The European Court of Human Rights. Photo: Mathieu Nivelles/Flickr
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David Cameron versus the human rights court: a populist hit

The Tories are preparing to take on the European Court of Human Rights, in what could be their most significant populist hit before the next election.

It began with cabinet departures. Former Attorney General Dominic Grieve and veteran Conservative frontbencher Ken Clarke left the government during this week’s reshuffle. It has been described as the cull of the Tory left – but more specifically with these exits, the PM has evicted two influential, weighty figures at the cabinet table who supported Britain’s EU membership, and it being signed up to the European Convention on Human Rights.

Now he’s rid of the euro-moderates, David Cameron seems to have cleared his way to all-out war on a European institution to which Britain is signed up aside from the EU: the European Convention on Human Rights. The BBC is reporting this morning that his party is drawing up plans for a new law designed to limit the power of the European Court of Human Rights and to make parliament the ultimate legal arbiter over human rights matters.

Clarke and Grieve were sceptical about tampering with Britain’s relationship with the human rights court. Clarke called Theresa May’s conference speech in 2011 – in which she claimed a Bolivian man was allowed to stay in the UK because of his cat ­– “laughable and child-like”. He said yesterday on the Today programme that it was “unthinkable” for us to leave the European Convention on Human Rights, labelling it the “bedrock” of the rule of law, individual liberty and justice for all. Grieve also was dubious about Cameron’s plans, reportedly (from the BBC’s Nick Robinson this morning) warning his colleagues that the plan, and its alternative – a British Bill of Rights – would be a “legal car-crash”, albeit one “with a built-in time delay”.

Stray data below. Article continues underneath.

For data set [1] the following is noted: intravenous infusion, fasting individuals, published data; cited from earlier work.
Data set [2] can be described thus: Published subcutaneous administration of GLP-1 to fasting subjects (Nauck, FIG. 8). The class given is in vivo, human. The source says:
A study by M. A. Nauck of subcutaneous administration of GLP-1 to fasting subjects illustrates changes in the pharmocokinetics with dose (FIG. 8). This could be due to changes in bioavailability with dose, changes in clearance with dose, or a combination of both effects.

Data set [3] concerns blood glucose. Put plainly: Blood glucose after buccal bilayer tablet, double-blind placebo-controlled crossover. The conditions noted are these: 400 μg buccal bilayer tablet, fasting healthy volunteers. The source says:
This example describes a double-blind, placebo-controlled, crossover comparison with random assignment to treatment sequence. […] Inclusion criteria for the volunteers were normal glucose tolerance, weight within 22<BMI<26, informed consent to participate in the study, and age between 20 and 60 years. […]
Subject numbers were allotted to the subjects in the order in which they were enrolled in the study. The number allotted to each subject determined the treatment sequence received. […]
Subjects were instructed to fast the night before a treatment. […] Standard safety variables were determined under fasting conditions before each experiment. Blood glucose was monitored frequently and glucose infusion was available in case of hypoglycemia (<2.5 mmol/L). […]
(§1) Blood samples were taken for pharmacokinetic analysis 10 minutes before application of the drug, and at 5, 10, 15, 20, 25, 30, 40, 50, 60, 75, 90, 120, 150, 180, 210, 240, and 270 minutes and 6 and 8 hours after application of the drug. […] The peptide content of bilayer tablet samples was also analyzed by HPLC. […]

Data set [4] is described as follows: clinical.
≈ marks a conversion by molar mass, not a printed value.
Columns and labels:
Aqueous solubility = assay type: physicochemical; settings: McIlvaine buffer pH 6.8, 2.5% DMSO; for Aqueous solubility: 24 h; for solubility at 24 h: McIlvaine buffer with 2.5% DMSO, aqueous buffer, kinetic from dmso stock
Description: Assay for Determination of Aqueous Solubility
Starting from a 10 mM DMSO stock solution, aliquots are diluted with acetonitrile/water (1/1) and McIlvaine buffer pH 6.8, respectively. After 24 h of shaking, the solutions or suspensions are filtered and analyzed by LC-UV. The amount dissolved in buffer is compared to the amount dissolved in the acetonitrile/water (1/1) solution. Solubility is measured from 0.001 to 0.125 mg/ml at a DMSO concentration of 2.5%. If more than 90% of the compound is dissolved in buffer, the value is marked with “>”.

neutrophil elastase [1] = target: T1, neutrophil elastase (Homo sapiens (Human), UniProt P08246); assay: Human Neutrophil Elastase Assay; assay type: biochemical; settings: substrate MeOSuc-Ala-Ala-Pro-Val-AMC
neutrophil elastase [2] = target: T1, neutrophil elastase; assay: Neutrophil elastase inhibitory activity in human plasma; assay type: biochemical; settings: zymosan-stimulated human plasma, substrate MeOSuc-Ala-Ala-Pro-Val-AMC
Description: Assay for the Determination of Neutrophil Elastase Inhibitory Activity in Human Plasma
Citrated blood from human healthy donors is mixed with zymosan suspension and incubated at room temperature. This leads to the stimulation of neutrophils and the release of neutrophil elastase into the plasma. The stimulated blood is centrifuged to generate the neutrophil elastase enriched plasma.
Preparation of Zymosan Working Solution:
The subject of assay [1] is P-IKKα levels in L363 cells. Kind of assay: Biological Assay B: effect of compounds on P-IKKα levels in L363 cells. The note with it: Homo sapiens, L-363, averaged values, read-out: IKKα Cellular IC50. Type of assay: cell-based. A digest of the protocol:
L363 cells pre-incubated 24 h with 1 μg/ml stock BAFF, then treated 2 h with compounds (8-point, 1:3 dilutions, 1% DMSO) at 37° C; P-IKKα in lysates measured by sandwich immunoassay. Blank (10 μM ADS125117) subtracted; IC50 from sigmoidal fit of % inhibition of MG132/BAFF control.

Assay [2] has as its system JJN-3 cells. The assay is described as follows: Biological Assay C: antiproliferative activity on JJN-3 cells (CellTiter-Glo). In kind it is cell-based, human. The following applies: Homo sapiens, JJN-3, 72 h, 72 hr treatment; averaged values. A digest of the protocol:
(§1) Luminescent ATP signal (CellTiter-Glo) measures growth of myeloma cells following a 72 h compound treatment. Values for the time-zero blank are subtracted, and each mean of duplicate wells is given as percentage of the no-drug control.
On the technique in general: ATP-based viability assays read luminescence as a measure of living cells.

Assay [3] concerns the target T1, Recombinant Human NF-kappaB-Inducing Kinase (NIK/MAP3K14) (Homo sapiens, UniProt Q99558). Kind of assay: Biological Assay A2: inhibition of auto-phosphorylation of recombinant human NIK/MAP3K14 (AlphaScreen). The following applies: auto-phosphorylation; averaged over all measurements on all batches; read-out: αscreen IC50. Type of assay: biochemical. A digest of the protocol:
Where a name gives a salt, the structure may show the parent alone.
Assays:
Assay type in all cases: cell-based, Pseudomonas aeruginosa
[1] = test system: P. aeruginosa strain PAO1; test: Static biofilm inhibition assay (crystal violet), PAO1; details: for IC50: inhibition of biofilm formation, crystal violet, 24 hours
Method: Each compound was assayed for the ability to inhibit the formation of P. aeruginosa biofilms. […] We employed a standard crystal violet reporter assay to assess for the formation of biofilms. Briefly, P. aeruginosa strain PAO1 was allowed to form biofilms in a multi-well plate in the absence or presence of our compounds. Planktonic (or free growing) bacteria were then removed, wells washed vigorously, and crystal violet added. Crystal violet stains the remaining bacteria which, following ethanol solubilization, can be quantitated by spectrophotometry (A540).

But senior ministers who have retained their positions, such as Home Secretary Theresa May and the Justice Secretary Chris Grayling, have long been critical of the human rights court, battling with the court on a number of cases including prisoners’ right to vote, deporting terrorist suspects, and deporting foreign criminals and racists. The right to a family life, ruled by the judges in Strasbourg, is often the stumbling block for such cases.

A group of Conservative lawyers recently presented the PM with proposals for new legislation that would assert parliament’s power over the power of the human rights court’s judges. Their plan is not to leave altogether, but to be able to disregard the court’s rulings. A sort of cherry-picking that Grieve, while he was still in his job, warned would create a “degree of anarchy”.

It’s clear why this is an attractive plan for Cameron. As the Guardian points out, it will allow him to hit immigration, crime and the tyranny of Europe all in one go – and if he can deploy more individual stories, like May’s cat anecdote (although it was inaccurate), he can use his plan to capture the imagination of an electorate already primed with horror stories about immigration.